The tobacco industry is, by far, the most maligned in the United States. The animosity to the industry, however, is quite understandable. Tobacco companies produce a very harmful and addictive product. The industry is fraught with false advertising and reputedly very shady tactics.
So, tobacco is the only industry characterized by harmful products and often questionable business practices, right? Sure, unless you want to include spirits distillers, automobile manufacturers, oil companies, drug companies, fast food companies and many restaurants, aircraft maufacturers, nuclear utilities, processed food companies, consumer products companies, mobile phone manufactuers and most of the rest of the Fortune 500!
Despite the product risks, most industries are accepted because the products or services are consumed by so many. We drive cars, but lots of people die in car accidents. We drink wine and vodka despite the risk of liver damage and cardiovascular disease. We live on Prozac and Xanax, which are sometimes fatal, because they help keep us sane. We love our cell phones despite the brain damage. Get the picture?
Economically, each of these industries producing harmful products has huge benefits. They employ millions of people, they pay lots of taxes. Most of their products are sought-after world wide because alternatives are relatively few in many cases.
The economics are not really controversial, however. In the case of tobacco. it really gets down to the very emotional health issue. Anyone with half a brain understands the numerous health problems caused by chronic tobacco use. About 20% of the United States adult population choose to smoke. So, what I wonder is: why does lung cancer trigger more contempt than liver damage or brain damage or death by airplane crash?
The tobacco industry has repeatedly shot itself in the foot over the years. Critics have unearthed irrefutable evidence of some extremely nefarious business practices. They market to teenagers, suppress studies that implicate them, employ an army of lobbyists to garner favorable political treatment, ignore health to enhance the likelihood of long term use of their product and are constantly being litigated against. Them, and just about every other industry!
Doesn't tobacco kill? Yes, it most certainly does. But, so do nuclear reactors, oil rigs, car crashes and Big Macs. Hmm, I'm still missing the difference. How is tobacco different?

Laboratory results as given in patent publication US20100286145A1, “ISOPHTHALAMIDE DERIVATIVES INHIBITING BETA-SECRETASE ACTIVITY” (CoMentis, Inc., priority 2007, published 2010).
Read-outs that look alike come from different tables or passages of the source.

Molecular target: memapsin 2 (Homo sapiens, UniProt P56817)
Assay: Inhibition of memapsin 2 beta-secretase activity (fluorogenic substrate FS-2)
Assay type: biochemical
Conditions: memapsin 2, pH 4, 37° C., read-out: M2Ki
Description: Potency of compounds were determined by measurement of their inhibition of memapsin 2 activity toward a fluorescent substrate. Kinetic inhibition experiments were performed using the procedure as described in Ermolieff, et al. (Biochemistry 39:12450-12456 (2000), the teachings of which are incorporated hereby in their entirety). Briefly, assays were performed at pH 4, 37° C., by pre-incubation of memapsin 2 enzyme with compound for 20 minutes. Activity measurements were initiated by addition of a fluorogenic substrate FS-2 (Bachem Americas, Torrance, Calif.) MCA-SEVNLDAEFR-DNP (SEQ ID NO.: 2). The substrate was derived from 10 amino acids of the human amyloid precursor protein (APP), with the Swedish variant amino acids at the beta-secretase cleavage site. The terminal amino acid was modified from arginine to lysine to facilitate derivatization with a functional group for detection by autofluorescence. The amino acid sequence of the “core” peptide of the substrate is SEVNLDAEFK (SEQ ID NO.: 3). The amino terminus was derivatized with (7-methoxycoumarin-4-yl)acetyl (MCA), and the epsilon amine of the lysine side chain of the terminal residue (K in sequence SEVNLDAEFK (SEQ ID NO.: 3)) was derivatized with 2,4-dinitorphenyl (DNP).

Oh yes, it kills OTHERS! It has spill-over effects on non-smokers via second hand smoke. Cars kill other people than the driver. So does burning fossil fuels. So do alcoholics. What's the difference, again?
The fact that tobacco kills, is actually a double-edged sword. Yes, the deaths are unfortunate and unnecessary. But, shortening life spans has some major societal and economic benefits. Longer life spans are placing major weight on Social Security and other entitlement programs which disproportionately benefit the elderly. So, the health risks borne by tobacco smokers actually transfers wealth to non-tobacco smokers. When looked at this way, non-smokers certainly should understand how they benefit from smokers. Thus, the big picture is not as clear cut as they may have believed.
The tobacco industry is actually operating at some major disadvantages via the rest of corporate America. For example, what industry is forced to run ads which tell people NOT to use its product? Only one other as far I can tell: utilities.
An additonal high-profile source of negative publicity is the endless lawsuits. Unfortunately, the tobacco industry is a virtual full-employment act for attorneys. The industry is continually sued by smokers for the adverse health risks they knowingly chose to ignore. In addition, some people are quite comfortable arguing that the cigarettes lit themselves and jumped into their mouths. The same folks who sue because their McDonalds coffee was too hot! What's the difference?
The mind-set that life should be without risks has been encouraged by politicians for years. We want no recessions, so we interevene in the economy. We can't stand health risks, so we pass unnecessary legislation to "protect" us against the consequences of our own well-informed choices. You can't have that Double-Cheeseburger... it's BAD for you.
If you're a non-smoker, just remember the following: every person that lights up reduces YOUR tax burden and is less likely to draw scarce financial retirement resources. Chew on it, and see what you think.